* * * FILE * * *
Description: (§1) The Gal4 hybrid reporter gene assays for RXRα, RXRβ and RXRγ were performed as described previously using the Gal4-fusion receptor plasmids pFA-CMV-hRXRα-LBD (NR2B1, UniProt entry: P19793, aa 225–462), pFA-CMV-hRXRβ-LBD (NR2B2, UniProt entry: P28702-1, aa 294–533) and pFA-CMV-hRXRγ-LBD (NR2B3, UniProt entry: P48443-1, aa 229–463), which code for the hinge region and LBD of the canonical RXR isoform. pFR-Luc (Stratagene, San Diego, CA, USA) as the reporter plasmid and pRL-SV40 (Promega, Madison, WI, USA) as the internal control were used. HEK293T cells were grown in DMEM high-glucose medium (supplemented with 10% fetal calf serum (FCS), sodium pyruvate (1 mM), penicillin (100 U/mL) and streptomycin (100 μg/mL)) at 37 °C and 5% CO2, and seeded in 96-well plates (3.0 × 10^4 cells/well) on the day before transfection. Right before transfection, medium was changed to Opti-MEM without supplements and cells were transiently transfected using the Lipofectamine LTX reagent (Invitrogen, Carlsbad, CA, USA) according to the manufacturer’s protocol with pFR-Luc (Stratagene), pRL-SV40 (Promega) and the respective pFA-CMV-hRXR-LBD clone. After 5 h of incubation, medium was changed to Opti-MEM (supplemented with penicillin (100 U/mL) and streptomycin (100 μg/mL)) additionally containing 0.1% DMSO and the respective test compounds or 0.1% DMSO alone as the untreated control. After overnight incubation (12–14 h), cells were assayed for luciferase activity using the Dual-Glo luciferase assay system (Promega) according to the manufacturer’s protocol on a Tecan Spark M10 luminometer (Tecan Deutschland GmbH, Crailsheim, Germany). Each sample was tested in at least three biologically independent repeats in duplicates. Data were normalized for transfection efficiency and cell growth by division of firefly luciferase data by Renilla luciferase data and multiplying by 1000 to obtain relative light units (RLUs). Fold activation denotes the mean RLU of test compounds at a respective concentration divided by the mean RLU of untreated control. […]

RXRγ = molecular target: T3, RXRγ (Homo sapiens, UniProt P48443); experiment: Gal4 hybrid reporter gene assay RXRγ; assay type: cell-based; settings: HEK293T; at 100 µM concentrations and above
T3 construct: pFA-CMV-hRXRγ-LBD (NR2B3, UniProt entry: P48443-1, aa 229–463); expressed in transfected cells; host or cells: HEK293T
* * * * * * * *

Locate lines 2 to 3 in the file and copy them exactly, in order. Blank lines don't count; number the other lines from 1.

RXRγ = molecular target: T3, RXRγ (Homo sapiens, UniProt P48443); experiment: Gal4 hybrid reporter gene assay RXRγ; assay type: cell-based; settings: HEK293T; at 100 µM concentrations and above
T3 construct: pFA-CMV-hRXRγ-LBD (NR2B3, UniProt entry: P48443-1, aa 229–463); expressed in transfected cells; host or cells: HEK293T